Securing water source areas using law

Photo Credit: Brent Stirton

Background

In South Africa – a water-scarce country – just 8% of our land area provides 50% of our surface water. This land is made up of 22 WSAs in five provinces and considered foremost among SA’s strategic natural resources. As such, it supplies 70% of our irrigation water, supports 60% of our population, and underpins 67% of our national economic activity and supply.

The aim of this project is to secure the long-term legal protection of South Africa’s WSAs. Of the numerous threats to WSAs, the following are of more importance and therefore require urgent attention:

  • Coal mining causes acid mine drainage, as water reacts with sulphides in the ore rock to produce sulphuric acid. Acid dissolves toxic metals more easily than neutral water, and these metals cause health problems for people, livestock and fish in the rivers. Crops irrigated with the water also suffer, with associated impacts on wellbeing, the environment and food security.
  • Forestry, where plantations of pine and wattle use much more water than natural vegetation, and reduce stream flows. Some forestry companies maintain buffer zones around rivers and wetlands and allow space for natural vegetation to flourish. However, where plantations are poorly managed, they are a source of invasive plants and reduce other water users’ access to water.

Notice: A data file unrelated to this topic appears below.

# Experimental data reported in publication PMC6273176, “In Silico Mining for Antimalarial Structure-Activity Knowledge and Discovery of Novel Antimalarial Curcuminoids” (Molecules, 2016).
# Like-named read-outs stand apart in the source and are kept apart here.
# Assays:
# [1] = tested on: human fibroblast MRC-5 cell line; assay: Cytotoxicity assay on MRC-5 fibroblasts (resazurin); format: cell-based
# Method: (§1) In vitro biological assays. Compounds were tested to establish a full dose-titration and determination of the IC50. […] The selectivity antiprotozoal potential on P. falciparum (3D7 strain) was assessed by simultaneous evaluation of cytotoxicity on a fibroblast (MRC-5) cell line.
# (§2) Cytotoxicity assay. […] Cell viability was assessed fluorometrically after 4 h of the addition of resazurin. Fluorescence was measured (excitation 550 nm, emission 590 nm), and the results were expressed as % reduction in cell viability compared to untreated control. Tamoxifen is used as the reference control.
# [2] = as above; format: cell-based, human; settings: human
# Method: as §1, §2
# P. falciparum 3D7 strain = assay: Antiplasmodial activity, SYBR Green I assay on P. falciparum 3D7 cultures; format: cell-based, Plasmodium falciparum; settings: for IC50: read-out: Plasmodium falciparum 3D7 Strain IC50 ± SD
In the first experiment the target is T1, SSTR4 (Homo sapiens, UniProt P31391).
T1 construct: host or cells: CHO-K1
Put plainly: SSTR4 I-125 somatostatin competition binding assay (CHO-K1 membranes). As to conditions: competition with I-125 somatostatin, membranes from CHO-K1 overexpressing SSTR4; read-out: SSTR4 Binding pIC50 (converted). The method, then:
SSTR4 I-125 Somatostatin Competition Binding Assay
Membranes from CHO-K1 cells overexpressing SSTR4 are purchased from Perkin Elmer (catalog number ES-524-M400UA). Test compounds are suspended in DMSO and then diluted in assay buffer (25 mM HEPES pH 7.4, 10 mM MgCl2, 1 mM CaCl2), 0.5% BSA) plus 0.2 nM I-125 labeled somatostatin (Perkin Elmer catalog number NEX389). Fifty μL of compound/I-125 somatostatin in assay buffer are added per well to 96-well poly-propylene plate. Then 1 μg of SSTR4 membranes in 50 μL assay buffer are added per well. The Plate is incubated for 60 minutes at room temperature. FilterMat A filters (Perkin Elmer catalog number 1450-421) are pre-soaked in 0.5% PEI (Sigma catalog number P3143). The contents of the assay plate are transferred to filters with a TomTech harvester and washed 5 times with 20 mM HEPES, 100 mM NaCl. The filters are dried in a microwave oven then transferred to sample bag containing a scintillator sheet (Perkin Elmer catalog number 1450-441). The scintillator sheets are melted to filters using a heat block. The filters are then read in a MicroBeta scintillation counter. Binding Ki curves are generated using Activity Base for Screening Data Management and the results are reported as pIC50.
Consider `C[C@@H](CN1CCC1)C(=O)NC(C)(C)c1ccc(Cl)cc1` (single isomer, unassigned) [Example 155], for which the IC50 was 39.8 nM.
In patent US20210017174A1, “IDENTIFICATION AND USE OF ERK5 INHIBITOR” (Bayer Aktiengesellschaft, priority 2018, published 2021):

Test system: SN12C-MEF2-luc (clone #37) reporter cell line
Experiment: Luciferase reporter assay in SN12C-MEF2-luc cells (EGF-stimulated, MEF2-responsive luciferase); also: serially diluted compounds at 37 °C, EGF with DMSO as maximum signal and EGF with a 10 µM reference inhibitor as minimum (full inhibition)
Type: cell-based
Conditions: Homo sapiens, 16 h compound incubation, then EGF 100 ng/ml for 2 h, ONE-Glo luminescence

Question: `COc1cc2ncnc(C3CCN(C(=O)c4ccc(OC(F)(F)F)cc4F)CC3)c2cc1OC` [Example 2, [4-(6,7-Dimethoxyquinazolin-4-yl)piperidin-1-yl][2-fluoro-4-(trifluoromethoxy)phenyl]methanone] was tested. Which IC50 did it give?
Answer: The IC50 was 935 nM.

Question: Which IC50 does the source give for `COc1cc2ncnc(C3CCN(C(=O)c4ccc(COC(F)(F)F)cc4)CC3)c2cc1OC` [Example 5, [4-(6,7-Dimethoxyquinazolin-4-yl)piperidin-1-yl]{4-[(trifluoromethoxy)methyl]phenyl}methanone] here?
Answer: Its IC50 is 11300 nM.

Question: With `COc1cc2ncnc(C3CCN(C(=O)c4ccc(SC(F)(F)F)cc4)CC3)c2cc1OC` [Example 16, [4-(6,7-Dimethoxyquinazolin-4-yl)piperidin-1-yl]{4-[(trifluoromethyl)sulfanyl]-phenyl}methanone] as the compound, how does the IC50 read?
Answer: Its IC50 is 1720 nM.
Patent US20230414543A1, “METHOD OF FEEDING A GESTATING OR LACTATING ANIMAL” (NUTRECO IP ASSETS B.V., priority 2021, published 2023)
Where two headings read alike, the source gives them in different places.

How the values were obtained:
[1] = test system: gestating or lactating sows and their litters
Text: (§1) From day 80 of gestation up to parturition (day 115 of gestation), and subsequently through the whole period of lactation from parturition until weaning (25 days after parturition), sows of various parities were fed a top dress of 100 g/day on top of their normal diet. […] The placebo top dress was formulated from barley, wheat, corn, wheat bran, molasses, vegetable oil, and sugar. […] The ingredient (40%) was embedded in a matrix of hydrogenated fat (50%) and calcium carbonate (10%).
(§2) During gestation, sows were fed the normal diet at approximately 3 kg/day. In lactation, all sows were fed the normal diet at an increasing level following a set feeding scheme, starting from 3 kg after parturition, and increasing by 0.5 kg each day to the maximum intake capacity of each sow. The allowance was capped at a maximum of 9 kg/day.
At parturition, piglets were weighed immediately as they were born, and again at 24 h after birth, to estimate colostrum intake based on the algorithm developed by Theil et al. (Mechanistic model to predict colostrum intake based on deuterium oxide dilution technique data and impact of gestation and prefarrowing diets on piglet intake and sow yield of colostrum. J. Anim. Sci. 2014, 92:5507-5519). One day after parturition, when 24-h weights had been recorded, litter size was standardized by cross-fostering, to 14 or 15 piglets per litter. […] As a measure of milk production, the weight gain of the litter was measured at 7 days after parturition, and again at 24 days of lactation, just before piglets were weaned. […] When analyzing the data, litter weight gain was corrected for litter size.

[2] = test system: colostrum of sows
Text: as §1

• Land degradation happens when land is over-used and poorly managed. Nutrients and soil are lost from poorly managed crop agriculture and contaminate rivers and wetlands. When the number of livestock exceeds the carrying capacity of the land, riparian areas are trampled and biodiversity is lost. Degraded land cannot recover easily from inevitable droughts and floods.Providing legal protection for strategic WSAs – limiting activities in those areas that could damage the ability of the WSA to provide surface water to downstream users, and requiring positive steps to rehabilitate damage – is absolutely crucial for South Africa’s resilience to drought, and to the growing impacts of climate change. It also provides certainty for developers or investors about their responsibilities and risks. Fortunately, many of our WSAs are still in relatively good condition, and providing legal protection will secure our water for people and economic development, for now and for the future.For more information visit www.cer.org.za.
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